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Source: From DICTIONARY OF NORTH CAROLINA BIOGRAPHY edited by William S. Powell. Copyright (c) 1979-1996 by the University of North Carolina Press. Used by permission of the publisher.

Denison Olmsted, 18 June 1791-13 May 1859

Denison Olmsted (18 June 1791-13 May 1859), teacher and physical scientist, was born in East Hartford, Conn., into a family of early New England settlers. He was the fourth child of Nathaniel Olmsted, a respected farmer of moderate means and a descendant of John Olmsted, who emigrated from Essex, England, to Connecticut in 1632. His mother was Eunice Kingsbury Olmsted (1755-1846), the daughter of Denison Kingsbury of Andover, Conn. His father died when Denison was a year old. In 1800 his mother remarried and the family moved to Farmington, Conn. During several winters Olmsted lived with the family of Governor John Treadwell, who befriended and tutored him. His mother strongly influenced his religious and moral training and encouraged his interest in learning.

After clerking in a country store, Olmsted was prepared for college by James Morris of Litchfield South Farms and later by the Reverend Noah Porter in Farmington. He entered Yale College in 1809 and was graduated high in his class in 1813 with a B.A. degree. A classmate was Elisha Mitchell, with whom he continued a personal and professional association. For the next two years Olmsted taught in a private school for boys in New London, Conn.; in 1815 Mitchell took charge of a girls' school in the same town, where both men met their future wives. In 1815 Olmsted became a tutor at Yale and, intending to enter the ministry, studied theology with President Timothy Dwight. He obtained an M.A. degree in 1816, when he presented a plan for a state-supported seminary for schoolmasters, a forerunner of the normal school.

In November 1817 Olmsted and Mitchell joined the faculty of The University of North Carolina, Olmsted as professor of chemistry, a newly created position, and Mitchell as professor of mathematics, to fill the vacancy created in December 1816 by the second election of Joseph Caldwell as president of the university. The two appointments were recommended by Congressman William Gaston, a longtime trustee; Gaston had learned of the two young men from the Reverend Sereno Dwight, chaplain of the U.S. Senate and the son of President Dwight of Yale. As he was poorly prepared to teach chemistry, Olmsted received leave for a year's private study with Benjamin Silliman, professor of chemistry and natural history at Yale. This opportunity completely reoriented Olmsted's career. Also during this time (1818), he married Eliza Allyn of New London. He began teaching at Chapel Hill in the fall of 1819. Meanwhile, Mitchell had assumed his duties in January 1818. Following his marriage in 1819, Mitchell and his wife lived for a time in the Olmsted household.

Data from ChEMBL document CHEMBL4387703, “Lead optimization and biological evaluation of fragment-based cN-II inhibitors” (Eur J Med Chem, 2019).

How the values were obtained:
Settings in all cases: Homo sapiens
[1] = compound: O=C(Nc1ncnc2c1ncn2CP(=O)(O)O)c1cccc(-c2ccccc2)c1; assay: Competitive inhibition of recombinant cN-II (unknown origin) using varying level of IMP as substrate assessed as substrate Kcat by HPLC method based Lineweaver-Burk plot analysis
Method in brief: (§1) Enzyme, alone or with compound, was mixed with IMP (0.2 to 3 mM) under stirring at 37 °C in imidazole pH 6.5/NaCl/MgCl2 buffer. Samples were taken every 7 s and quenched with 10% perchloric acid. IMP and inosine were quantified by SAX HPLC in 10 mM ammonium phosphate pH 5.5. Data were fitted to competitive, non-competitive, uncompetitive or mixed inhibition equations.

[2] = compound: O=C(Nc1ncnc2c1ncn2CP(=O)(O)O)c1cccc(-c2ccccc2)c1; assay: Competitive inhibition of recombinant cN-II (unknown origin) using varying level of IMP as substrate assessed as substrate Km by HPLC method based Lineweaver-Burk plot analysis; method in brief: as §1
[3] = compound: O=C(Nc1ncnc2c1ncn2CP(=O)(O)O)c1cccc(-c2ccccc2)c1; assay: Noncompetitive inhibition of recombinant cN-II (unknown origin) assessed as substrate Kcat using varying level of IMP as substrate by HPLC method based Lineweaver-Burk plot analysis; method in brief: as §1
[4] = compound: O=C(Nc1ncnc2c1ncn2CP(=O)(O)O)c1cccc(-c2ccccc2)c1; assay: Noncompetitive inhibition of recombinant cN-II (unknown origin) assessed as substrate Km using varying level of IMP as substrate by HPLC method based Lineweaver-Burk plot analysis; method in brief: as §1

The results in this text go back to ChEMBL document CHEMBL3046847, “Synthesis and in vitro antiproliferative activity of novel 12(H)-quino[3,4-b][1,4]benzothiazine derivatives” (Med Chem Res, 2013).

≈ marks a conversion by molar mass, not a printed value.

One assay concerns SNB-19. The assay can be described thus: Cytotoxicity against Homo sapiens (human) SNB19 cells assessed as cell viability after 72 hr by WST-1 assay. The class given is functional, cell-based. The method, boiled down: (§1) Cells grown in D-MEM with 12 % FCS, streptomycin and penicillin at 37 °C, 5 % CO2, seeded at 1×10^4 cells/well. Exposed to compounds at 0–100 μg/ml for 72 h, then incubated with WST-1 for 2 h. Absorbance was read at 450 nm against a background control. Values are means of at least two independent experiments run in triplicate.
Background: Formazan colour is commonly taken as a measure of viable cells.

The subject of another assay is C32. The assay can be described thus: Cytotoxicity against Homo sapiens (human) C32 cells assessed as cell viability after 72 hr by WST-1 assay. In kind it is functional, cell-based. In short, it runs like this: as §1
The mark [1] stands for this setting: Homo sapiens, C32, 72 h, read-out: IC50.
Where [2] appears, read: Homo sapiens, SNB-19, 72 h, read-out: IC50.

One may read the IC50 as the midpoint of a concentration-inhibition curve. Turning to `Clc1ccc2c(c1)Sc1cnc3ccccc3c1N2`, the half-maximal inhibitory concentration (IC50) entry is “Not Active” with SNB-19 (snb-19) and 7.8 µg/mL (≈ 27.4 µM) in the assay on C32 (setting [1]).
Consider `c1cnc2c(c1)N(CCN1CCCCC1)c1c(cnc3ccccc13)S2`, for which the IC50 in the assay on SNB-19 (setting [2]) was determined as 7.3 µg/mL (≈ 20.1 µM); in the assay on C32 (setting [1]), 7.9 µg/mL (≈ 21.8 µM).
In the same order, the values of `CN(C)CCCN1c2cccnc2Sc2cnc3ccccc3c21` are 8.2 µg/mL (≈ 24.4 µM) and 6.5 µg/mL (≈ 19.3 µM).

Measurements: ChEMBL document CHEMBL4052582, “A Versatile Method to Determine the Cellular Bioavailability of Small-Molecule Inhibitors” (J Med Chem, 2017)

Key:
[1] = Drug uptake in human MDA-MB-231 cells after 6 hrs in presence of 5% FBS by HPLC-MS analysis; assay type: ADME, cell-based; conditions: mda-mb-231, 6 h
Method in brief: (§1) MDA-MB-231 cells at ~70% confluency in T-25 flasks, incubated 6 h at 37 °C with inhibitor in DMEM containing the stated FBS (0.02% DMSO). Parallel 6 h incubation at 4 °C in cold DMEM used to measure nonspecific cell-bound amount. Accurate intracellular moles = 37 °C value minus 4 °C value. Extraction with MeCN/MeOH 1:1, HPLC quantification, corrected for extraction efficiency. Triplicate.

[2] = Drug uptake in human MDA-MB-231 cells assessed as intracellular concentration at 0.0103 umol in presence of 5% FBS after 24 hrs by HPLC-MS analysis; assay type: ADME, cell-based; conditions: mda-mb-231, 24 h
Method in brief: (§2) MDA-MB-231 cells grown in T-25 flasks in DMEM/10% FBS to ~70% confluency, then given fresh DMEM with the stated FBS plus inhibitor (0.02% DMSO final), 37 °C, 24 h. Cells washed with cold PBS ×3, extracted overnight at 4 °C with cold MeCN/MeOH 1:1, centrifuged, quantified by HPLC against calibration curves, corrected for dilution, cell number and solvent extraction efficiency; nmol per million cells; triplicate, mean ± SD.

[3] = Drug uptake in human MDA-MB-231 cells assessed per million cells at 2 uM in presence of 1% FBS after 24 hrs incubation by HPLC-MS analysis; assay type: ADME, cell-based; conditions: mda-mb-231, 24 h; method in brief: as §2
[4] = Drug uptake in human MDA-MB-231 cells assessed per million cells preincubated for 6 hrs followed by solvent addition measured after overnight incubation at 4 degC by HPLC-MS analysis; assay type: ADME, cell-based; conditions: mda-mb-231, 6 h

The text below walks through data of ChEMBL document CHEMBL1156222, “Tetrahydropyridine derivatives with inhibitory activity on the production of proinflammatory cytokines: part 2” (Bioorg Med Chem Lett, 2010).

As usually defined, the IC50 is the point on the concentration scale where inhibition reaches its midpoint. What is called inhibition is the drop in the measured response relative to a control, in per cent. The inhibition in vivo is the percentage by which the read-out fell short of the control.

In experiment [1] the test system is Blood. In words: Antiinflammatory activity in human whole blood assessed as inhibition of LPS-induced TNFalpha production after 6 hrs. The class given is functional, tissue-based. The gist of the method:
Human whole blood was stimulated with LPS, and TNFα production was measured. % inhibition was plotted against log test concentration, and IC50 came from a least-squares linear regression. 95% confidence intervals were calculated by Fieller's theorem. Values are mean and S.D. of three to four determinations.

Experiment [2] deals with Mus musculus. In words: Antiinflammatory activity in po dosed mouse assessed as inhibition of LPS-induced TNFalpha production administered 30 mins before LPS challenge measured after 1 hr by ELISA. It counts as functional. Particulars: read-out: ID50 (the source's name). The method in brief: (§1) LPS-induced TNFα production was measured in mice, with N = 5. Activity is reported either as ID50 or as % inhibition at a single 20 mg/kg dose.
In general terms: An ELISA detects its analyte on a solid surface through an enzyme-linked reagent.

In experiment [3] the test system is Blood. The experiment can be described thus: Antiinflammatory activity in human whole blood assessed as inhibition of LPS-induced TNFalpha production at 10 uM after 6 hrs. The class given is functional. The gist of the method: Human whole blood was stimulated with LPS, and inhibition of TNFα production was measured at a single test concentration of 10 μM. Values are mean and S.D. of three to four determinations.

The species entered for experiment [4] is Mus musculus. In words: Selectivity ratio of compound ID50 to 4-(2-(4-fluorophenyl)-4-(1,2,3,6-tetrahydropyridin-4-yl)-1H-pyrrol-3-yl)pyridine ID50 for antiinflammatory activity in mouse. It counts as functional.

Olmsted seems to have begun at once to investigate North Carolina geology. In 1820 he published a work on the red sandstone and coal of the Deep River area, and in 1822 he contributed two papers on the state's rocks and minerals. In 1821 he had proposed to the Board of Internal Improvements that he undertake a survey of the geology and useful minerals in North Carolina during his vacations, requesting only $100 to cover traveling expenses. The board turned him down. At the end of 1823, however, the legislature directed the Board of Agriculture to have a geologic and mineralogical survey made; the sum of $250 per annum for four years was appropriated and Olmsted was employed to do the work. He examined chiefly the Piedmont and in 1824 and 1825 wrote two reports totaling about 100 pages; 1,500 copies of each were printed. He also prepared a manuscript geologic map of the state, dated November 1825, which was never printed. This was the first geologic examination of a state undertaken at public expense. When Olmsted left North Carolina at the end of 1825, the survey was continued by Elisha Mitchell, who also succeeded him as professor of chemistry, mineralogy, and geology.

Though brief, Olmsted's contribution to knowledge of North Carolina geology was significant. William Maclure's work in 1809, covering the eastern half of the country, had differentiated in North Carolina only three groups of rocks. Olmsted, on the other hand, mapped and described eight subdivisions. Most significant was the delineation of the "Great Slate Formation" in the central Piedmont and the two sandstone belts. He traced belts of iron ore, limestone, and plumbago (graphite), reported building stones, and throughout emphasized useful mineral products. He employed Charles E. Rothe, a Saxon mining engineer, to prepare a report on the gold mines, which was published with Mitchell's work. Olmsted's practical outlook is further indicated by his pamphlet on the preparation of mortar, which he read to the Agricultural Society in 1821, and by his experiments on making illuminating gas from cottonseed, a method later improved and patented in July 1827.